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Read and Write Operations in HBase

 July 14  | 0 Comments

HBase is the open-source implementation of Google’s Big Table, with slight modifications. HBase was created in 2007 and was initially a part of contributions to Hadoop which later became a top-level Apache project. It is a distributed column-oriented key value database built on top of the Hadoop file system and is horizontally scalable which means that we can add the new nodes to Hbase when data grows. But, how is the data Read or Written to the tables? This is the topic of discussion in this blog.
Readers are requested to go through few blogs which might help get a clear understanding of HBase. Hbase Major Components.
Two major components which play a vital role in data read and write are, HFile and META Table.


It is the basic level HBase architecture where the tables exist in physical form. It is important to understand this component since Read and Write take place here.
The key features of HFile are:

  • Row key is primary identifier.
  • Keys are stored in lexicographical order.
  • According to this order, data is stored and split across the nodes.
  • HFile is allocated to 1 region
  • HFiles store the rows in sorted by KeyValues on disk.
  • When the MemStore accumulates data more than its limit, the entire sorted set is written to a new HFile in HDFS.
  • HBase uses multiple HFiles per column family, containing the actual cells, or KeyValue instances.
  • The highest sequence number is stored as a meta field in each HFile, to a better state where it has ended previously and where to continue next.
  • HFile contains a multi-layered index which allows HBase to search the data without having to read the whole file.
  • HDFS replicates the WAL and HFile blocks.
  • HFile block replication happens automatically.
  • IO in HBase happens at HFile block level which is 64KB by default.
  • One HFile can contain only one column family. What if data grows in a particular HFile? Different HFile is created with same column family and writing data is continued.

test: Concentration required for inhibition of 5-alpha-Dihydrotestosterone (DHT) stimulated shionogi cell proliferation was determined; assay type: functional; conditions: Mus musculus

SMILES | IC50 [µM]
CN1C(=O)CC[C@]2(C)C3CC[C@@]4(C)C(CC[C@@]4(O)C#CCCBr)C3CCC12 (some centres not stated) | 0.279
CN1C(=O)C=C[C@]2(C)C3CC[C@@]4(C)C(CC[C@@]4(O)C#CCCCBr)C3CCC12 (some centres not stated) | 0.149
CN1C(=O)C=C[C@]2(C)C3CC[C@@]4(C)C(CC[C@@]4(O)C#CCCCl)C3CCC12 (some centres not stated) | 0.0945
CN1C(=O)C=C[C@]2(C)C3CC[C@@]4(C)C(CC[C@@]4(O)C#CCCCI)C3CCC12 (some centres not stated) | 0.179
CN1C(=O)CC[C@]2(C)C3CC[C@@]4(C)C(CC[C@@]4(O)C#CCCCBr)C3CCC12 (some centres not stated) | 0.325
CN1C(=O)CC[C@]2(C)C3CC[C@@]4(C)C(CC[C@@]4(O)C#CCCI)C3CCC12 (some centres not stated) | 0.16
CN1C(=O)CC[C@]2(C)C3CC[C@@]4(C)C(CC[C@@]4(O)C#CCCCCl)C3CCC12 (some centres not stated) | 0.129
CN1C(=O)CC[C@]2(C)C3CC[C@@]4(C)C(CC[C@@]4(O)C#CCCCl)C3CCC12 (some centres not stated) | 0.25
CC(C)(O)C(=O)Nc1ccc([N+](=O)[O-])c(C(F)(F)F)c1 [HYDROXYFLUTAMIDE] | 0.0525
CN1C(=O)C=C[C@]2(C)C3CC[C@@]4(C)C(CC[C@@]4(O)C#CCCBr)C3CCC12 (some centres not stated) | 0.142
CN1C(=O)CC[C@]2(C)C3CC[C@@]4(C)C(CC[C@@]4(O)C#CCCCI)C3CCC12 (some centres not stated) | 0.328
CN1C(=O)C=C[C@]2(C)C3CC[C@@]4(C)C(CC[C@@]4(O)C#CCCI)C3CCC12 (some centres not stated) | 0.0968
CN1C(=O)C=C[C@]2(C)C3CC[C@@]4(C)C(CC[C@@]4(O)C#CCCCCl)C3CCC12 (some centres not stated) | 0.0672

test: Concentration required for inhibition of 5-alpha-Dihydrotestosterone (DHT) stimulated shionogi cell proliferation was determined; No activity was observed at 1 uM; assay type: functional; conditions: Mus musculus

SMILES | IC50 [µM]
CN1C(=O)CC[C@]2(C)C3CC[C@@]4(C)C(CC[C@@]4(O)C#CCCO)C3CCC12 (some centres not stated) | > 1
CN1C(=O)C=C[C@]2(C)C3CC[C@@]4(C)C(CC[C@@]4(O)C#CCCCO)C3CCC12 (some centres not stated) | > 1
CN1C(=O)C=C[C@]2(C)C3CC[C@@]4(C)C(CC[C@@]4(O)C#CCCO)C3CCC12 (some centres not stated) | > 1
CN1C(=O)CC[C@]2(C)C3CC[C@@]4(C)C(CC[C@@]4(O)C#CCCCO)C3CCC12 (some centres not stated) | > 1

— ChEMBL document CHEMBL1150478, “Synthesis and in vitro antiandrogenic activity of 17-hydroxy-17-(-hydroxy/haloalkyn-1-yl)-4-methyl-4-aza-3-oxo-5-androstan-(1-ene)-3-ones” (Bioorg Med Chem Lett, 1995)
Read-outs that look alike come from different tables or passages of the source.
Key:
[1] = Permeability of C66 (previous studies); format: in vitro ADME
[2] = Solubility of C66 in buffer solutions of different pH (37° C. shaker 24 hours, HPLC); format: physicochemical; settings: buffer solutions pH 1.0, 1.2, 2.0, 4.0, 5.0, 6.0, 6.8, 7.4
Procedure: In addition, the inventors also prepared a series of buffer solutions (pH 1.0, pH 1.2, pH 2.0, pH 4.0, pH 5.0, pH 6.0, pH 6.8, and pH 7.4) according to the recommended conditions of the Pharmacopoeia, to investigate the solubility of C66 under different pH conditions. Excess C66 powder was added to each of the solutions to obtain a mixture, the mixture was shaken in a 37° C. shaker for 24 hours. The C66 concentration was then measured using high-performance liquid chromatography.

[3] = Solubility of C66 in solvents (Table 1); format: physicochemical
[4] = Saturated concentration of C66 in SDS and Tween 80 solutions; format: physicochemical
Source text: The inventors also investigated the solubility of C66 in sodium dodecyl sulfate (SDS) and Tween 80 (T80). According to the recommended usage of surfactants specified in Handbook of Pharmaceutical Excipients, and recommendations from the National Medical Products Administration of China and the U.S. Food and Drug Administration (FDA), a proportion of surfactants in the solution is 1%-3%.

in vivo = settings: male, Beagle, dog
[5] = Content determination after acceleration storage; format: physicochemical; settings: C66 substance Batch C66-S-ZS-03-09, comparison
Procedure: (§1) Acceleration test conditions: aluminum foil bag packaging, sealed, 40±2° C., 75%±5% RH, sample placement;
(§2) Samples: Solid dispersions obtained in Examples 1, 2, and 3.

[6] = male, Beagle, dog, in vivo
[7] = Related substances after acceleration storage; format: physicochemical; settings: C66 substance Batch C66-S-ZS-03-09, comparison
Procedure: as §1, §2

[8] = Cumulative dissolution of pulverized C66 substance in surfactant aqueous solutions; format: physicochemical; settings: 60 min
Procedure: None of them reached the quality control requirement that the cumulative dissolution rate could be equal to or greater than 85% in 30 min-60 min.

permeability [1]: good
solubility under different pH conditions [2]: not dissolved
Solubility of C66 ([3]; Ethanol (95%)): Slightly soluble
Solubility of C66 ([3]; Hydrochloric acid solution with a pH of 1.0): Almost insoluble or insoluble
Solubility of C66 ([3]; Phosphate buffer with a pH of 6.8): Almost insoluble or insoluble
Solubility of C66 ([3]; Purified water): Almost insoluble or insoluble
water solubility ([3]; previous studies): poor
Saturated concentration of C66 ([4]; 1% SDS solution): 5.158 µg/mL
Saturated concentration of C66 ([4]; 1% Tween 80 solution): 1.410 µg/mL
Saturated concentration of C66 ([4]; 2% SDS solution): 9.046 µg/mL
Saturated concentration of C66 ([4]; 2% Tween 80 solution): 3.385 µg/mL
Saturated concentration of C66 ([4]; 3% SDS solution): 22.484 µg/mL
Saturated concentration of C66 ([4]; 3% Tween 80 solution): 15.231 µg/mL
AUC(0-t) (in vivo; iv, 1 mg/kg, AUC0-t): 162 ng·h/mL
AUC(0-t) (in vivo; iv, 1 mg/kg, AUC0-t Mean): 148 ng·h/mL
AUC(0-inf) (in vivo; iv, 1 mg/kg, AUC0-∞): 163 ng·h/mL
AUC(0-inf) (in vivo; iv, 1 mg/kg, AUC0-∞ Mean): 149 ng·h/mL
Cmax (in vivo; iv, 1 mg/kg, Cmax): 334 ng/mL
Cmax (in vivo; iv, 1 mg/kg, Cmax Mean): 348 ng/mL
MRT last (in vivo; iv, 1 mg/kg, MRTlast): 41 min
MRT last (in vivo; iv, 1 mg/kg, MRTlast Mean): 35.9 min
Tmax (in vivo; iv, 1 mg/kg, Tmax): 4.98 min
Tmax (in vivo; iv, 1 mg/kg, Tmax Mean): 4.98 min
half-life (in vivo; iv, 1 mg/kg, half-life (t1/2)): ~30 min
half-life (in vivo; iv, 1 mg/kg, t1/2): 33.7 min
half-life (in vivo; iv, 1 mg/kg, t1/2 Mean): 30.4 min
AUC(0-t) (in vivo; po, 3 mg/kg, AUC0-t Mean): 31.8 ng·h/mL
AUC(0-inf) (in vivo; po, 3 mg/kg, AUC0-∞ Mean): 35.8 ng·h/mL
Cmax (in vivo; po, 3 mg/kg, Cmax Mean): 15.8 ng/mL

• No two column families can exist in single HFile.Integrating HFile component to have HRegion is controlled by HRegion Server.
    Another component is META Table.This is majorly used in Read operation, as  Read operation needs to know which HRegion server has to be accessed for reading actual data.
    Also, after every Write process, this table is updated so that for the next Read, the table will have the updated data.

    META Table

    • This META table is a HBase table that keeps a list of all regions in the system.
    • The .META. table is like a binary tree.
    • The .META. table structure is as follows:
      – Key: region start key, region id
      – Values: RegionServer



    When the client gives a command to Write, the following steps occur:

    • Instruction is directed to Write Ahead Log and first, writes important logs to it. Although it is not the area where the data is stored, it is done for the fault tolerant purpose. So, later if any error occurs while writing data, HBase always has WAL to look into.
    • Once the log entry is done, the data to be written is forwarded to MemStore which is actually the RAM of the data node. All the data is written in MemStore which is faster than RDBMS (Relational databases).
    • Later, the data is dumped in HFile, where the actual data is stored in HDFS. If the MemCache is full, the data is stored in HFile directly.
    • Once writing data is completed, ACK (Acknowledgement) is sent to the client as a confirmation of task completed.


    Read process starts when a client sends a request to Hbase. A request is sent to zookeeper which keeps all the status for the distributed system, where HBase is also present. Refer the figure above.

    1. Zookeeper has the location for META table which is present in HRegion Server. When a client requests zookeeper, it gives the address for the table (1).
    2. The process continues to HRegionServer and gets to META table, where it gets the region address of table where the data is present to be read (2).
    3. Moving forward to a specific HRegion, the process enters the BlockCache where data is present from the previous read. If a user queries the same records, the client will get the same data in no time. If the table is found, the process returns to the client with the data as result (3).
    4. If the table is not found, the process starts to search MemStore since data would have been written to HFile sometime back. If it is found, the process returns to the client with the data as result (4).
    5. If the table is not found, the process moves forward in search of data within the HFile. The data will be located here and once the search is completed, the process takes required data and moves forward (5).
    6. The data taken from HFile is the latest read data and can be read by the user again. Hence the data is written in BlockCache, so that the next time, it can be instantly accessed by the client (6). This is the benefit of step 6; the read process can be completed just after step 3 the next time for the same data because of this read procedure of Hbase.
    7. When the data is written in BlockCache and all the search is completed, the read process with required data will be returned to the client along with ACK(Acknowledgment) (7).

    This is how Hbase performs Read and Write operations internally.
    For more such blogs on various topics, visit ACADGILD.